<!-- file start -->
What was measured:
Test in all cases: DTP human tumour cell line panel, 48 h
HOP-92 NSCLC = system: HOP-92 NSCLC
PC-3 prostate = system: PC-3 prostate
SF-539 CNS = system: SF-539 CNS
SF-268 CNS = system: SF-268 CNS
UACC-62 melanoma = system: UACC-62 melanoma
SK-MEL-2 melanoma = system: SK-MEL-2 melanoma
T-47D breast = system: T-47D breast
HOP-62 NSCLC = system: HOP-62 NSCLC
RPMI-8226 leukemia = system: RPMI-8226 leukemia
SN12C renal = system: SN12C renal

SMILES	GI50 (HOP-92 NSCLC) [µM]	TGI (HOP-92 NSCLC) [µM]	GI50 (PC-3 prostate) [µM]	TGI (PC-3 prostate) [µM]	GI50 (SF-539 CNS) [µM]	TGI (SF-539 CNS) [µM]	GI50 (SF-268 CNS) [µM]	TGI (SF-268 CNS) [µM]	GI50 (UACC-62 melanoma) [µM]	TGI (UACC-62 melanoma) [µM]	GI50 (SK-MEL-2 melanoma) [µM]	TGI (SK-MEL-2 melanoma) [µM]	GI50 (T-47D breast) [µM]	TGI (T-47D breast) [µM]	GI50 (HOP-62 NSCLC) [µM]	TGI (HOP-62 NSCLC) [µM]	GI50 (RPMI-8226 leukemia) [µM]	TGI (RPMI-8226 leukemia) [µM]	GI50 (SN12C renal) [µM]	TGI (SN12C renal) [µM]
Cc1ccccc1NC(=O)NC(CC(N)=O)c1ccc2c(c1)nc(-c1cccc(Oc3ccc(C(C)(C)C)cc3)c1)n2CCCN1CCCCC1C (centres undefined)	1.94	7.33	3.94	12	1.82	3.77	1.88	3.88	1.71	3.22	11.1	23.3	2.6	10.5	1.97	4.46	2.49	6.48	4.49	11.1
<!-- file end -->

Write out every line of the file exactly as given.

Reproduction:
What was measured:
Test in all cases: DTP human tumour cell line panel, 48 h
HOP-92 NSCLC = system: HOP-92 NSCLC
PC-3 prostate = system: PC-3 prostate
SF-539 CNS = system: SF-539 CNS
SF-268 CNS = system: SF-268 CNS
UACC-62 melanoma = system: UACC-62 melanoma
SK-MEL-2 melanoma = system: SK-MEL-2 melanoma
T-47D breast = system: T-47D breast
HOP-62 NSCLC = system: HOP-62 NSCLC
RPMI-8226 leukemia = system: RPMI-8226 leukemia
SN12C renal = system: SN12C renal

SMILES	GI50 (HOP-92 NSCLC) [µM]	TGI (HOP-92 NSCLC) [µM]	GI50 (PC-3 prostate) [µM]	TGI (PC-3 prostate) [µM]	GI50 (SF-539 CNS) [µM]	TGI (SF-539 CNS) [µM]	GI50 (SF-268 CNS) [µM]	TGI (SF-268 CNS) [µM]	GI50 (UACC-62 melanoma) [µM]	TGI (UACC-62 melanoma) [µM]	GI50 (SK-MEL-2 melanoma) [µM]	TGI (SK-MEL-2 melanoma) [µM]	GI50 (T-47D breast) [µM]	TGI (T-47D breast) [µM]	GI50 (HOP-62 NSCLC) [µM]	TGI (HOP-62 NSCLC) [µM]	GI50 (RPMI-8226 leukemia) [µM]	TGI (RPMI-8226 leukemia) [µM]	GI50 (SN12C renal) [µM]	TGI (SN12C renal) [µM]
Cc1ccccc1NC(=O)NC(CC(N)=O)c1ccc2c(c1)nc(-c1cccc(Oc3ccc(C(C)(C)C)cc3)c1)n2CCCN1CCCCC1C (centres undefined)	1.94	7.33	3.94	12	1.82	3.77	1.88	3.88	1.71	3.22	11.1	23.3	2.6	10.5	1.97	4.46	2.49	6.48	4.49	11.1